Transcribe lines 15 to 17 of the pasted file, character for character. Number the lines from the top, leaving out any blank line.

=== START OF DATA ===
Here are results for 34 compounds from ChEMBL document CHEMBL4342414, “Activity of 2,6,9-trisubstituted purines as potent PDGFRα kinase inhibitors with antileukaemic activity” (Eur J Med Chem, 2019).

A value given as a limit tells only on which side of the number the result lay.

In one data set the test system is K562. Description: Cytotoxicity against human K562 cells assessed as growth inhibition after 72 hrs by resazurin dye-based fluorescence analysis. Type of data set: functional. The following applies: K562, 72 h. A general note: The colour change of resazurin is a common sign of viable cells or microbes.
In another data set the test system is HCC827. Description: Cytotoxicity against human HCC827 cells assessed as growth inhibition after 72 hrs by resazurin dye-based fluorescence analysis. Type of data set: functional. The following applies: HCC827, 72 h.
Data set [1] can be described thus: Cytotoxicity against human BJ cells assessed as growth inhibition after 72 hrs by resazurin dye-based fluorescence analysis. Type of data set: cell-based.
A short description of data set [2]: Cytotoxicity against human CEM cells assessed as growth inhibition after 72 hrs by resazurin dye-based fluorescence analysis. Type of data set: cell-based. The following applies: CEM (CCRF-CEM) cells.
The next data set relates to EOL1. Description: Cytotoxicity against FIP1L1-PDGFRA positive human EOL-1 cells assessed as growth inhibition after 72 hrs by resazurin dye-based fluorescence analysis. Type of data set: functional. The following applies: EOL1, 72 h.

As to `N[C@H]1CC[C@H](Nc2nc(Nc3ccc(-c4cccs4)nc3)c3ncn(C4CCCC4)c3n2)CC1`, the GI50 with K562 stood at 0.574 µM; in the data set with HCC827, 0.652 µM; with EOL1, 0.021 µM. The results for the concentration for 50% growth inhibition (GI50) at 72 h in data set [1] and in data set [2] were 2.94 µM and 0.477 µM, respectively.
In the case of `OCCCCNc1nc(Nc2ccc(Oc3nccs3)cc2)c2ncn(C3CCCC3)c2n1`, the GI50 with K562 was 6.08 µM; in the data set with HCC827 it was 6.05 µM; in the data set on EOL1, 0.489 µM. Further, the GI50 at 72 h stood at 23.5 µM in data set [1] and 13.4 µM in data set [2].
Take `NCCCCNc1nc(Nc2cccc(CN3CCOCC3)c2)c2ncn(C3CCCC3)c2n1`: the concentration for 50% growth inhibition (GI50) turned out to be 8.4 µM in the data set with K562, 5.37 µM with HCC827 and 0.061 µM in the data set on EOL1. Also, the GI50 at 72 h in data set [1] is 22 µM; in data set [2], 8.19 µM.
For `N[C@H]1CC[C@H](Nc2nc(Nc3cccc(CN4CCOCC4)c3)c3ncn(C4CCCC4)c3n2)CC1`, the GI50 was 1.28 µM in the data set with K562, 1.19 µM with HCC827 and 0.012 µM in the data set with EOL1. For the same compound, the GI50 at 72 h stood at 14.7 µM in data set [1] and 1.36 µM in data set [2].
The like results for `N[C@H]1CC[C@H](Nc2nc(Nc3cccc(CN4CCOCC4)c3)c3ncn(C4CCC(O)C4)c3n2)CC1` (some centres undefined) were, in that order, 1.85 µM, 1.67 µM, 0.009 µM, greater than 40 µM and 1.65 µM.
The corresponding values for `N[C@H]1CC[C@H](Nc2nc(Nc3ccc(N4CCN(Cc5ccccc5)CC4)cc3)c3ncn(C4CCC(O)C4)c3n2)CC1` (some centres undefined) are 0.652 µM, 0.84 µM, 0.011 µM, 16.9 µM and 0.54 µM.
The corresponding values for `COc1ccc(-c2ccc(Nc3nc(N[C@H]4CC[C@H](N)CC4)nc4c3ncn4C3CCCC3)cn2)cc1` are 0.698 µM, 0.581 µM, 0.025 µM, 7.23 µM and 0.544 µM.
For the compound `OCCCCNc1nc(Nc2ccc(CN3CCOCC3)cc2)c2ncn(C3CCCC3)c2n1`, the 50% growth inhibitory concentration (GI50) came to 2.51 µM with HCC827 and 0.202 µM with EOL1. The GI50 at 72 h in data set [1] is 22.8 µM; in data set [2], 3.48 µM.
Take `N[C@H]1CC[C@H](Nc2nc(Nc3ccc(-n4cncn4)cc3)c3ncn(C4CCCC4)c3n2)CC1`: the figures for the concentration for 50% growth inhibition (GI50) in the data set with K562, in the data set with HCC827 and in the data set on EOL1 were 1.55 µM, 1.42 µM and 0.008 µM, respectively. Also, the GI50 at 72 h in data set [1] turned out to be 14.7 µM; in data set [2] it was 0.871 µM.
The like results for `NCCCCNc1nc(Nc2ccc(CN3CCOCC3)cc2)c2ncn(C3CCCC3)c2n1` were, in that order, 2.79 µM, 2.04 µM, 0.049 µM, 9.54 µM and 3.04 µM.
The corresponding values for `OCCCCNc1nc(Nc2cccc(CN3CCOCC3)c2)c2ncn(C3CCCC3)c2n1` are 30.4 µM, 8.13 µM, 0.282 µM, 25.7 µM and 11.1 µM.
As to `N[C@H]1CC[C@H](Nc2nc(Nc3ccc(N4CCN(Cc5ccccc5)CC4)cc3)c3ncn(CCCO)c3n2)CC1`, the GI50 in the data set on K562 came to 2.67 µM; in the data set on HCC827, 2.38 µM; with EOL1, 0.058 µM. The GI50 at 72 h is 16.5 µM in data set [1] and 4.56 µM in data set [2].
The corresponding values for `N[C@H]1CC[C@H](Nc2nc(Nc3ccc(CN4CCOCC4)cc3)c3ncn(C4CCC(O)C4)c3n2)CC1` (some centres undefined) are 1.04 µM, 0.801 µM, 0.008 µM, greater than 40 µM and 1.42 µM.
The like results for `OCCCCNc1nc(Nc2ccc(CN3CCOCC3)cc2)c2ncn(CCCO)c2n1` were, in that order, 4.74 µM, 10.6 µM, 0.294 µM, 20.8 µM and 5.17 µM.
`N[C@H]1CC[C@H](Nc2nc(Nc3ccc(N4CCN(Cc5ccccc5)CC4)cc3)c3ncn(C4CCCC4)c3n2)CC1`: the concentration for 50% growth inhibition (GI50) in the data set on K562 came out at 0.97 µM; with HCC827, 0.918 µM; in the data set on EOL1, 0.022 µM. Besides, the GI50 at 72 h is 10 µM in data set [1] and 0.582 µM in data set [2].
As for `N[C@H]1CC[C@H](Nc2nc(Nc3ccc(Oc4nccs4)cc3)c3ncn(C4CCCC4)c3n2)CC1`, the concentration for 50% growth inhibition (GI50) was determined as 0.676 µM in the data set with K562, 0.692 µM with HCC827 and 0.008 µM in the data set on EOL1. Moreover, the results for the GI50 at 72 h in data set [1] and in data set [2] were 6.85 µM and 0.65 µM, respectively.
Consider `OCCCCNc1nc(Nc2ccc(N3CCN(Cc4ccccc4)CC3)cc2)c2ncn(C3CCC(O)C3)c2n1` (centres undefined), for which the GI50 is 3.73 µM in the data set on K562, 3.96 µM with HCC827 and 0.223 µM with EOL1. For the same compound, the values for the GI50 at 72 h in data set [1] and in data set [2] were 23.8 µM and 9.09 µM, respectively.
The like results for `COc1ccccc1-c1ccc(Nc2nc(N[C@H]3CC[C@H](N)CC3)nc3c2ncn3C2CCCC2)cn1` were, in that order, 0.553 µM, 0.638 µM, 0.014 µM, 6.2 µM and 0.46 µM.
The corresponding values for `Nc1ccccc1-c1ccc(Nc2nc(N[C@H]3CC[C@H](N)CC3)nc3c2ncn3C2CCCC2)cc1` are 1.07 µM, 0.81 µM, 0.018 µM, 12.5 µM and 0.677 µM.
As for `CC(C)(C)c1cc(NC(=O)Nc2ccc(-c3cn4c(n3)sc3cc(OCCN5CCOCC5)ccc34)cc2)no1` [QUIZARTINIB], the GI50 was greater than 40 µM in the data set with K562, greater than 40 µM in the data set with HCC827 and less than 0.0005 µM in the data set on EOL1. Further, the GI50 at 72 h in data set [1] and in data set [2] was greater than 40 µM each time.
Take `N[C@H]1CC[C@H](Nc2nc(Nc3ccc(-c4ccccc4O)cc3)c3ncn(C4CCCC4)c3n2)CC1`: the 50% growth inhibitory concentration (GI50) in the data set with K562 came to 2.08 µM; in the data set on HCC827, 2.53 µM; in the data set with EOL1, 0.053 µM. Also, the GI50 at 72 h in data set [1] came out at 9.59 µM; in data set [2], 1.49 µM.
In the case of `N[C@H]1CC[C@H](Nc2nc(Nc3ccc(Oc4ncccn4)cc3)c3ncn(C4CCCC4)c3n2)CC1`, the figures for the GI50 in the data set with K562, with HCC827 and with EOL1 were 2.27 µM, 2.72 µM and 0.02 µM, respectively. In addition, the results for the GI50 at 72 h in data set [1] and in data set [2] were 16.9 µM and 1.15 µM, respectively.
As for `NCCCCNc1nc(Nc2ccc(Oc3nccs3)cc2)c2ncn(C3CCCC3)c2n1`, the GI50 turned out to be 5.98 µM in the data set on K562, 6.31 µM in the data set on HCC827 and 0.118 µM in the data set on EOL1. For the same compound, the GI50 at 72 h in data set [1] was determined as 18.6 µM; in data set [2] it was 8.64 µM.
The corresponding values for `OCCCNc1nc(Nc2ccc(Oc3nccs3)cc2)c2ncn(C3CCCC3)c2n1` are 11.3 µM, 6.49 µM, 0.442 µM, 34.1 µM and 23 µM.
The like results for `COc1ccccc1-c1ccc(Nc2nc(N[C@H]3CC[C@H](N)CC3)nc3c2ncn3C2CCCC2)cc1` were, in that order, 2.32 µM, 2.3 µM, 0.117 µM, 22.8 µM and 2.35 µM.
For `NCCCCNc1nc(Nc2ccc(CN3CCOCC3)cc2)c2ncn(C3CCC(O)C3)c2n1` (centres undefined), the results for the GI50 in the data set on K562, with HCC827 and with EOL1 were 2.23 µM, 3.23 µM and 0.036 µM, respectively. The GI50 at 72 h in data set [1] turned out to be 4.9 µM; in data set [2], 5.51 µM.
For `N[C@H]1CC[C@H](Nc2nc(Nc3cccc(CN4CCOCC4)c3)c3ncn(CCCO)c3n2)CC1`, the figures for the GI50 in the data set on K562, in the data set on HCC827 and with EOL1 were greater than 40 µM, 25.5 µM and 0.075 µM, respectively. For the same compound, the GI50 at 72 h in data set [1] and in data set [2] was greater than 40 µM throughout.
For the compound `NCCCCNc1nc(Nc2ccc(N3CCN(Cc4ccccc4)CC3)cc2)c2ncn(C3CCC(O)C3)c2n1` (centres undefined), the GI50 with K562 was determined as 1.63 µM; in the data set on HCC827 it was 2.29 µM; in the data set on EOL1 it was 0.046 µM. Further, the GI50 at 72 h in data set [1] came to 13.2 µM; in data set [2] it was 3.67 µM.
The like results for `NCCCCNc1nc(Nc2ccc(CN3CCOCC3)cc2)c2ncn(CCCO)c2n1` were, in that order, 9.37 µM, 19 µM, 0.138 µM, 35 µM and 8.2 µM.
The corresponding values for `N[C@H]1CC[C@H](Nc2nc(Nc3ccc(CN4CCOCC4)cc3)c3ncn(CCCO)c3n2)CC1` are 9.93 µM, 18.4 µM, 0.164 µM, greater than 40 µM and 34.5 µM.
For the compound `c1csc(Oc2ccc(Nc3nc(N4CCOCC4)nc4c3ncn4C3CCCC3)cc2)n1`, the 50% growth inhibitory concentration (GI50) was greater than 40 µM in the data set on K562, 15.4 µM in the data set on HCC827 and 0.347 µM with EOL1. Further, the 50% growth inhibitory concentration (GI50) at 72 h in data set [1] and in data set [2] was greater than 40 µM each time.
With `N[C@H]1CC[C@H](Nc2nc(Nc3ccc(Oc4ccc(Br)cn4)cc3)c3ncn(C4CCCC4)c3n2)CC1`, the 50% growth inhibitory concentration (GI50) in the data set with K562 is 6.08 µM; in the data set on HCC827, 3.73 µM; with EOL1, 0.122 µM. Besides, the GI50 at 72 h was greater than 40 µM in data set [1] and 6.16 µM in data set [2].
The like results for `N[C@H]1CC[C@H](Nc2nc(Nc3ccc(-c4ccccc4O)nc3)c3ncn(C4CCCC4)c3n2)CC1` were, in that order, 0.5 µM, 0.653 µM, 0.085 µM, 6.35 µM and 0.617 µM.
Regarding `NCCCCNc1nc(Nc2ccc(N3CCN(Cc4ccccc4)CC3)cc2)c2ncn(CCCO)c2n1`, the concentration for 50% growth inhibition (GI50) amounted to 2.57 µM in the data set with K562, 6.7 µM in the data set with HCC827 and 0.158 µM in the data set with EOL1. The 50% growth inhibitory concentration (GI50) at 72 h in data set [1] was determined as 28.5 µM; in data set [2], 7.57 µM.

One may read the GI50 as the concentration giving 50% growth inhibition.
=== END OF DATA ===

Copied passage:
For the compound `OCCCCNc1nc(Nc2ccc(CN3CCOCC3)cc2)c2ncn(C3CCCC3)c2n1`, the 50% growth inhibitory concentration (GI50) came to 2.51 µM with HCC827 and 0.202 µM with EOL1. The GI50 at 72 h in data set [1] is 22.8 µM; in data set [2], 3.48 µM.
Take `N[C@H]1CC[C@H](Nc2nc(Nc3ccc(-n4cncn4)cc3)c3ncn(C4CCCC4)c3n2)CC1`: the figures for the concentration for 50% growth inhibition (GI50) in the data set with K562, in the data set with HCC827 and in the data set on EOL1 were 1.55 µM, 1.42 µM and 0.008 µM, respectively. Also, the GI50 at 72 h in data set [1] turned out to be 14.7 µM; in data set [2] it was 0.871 µM.
The like results for `NCCCCNc1nc(Nc2ccc(CN3CCOCC3)cc2)c2ncn(C3CCCC3)c2n1` were, in that order, 2.79 µM, 2.04 µM, 0.049 µM, 9.54 µM and 3.04 µM.